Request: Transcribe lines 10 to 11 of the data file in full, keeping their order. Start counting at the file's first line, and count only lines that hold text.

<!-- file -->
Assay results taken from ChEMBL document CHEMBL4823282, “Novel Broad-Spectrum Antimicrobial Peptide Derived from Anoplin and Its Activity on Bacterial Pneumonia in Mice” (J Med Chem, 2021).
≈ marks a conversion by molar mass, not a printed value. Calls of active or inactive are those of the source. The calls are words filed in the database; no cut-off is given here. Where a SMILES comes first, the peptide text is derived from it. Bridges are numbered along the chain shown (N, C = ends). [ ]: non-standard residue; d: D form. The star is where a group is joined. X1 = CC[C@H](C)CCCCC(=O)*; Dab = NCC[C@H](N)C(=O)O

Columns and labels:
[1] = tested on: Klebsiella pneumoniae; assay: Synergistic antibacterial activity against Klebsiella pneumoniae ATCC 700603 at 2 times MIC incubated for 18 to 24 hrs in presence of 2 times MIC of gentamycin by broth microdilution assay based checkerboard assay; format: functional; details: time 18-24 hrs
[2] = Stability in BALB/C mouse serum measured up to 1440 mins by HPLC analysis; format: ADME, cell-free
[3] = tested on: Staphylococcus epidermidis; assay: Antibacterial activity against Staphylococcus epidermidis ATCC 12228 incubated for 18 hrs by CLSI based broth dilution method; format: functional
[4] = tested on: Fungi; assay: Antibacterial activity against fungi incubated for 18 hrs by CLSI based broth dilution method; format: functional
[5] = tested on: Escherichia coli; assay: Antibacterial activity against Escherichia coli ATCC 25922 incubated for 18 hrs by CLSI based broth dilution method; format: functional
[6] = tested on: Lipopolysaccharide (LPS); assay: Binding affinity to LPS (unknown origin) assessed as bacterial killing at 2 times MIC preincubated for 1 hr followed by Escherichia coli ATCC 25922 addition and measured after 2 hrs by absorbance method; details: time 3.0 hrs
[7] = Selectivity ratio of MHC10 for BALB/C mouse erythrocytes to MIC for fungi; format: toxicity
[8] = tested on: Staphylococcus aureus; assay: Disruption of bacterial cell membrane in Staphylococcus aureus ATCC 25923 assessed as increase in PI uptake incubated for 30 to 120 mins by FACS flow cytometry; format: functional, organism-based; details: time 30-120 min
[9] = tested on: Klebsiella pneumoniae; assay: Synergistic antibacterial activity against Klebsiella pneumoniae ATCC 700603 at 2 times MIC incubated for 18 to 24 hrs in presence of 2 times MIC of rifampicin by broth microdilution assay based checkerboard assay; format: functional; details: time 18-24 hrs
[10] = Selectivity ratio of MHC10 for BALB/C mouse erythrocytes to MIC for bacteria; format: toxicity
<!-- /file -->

[7] = Selectivity ratio of MHC10 for BALB/C mouse erythrocytes to MIC for fungi; format: toxicity
[8] = tested on: Staphylococcus aureus; assay: Disruption of bacterial cell membrane in Staphylococcus aureus ATCC 25923 assessed as increase in PI uptake incubated for 30 to 120 mins by FACS flow cytometry; format: functional, organism-based; details: time 30-120 min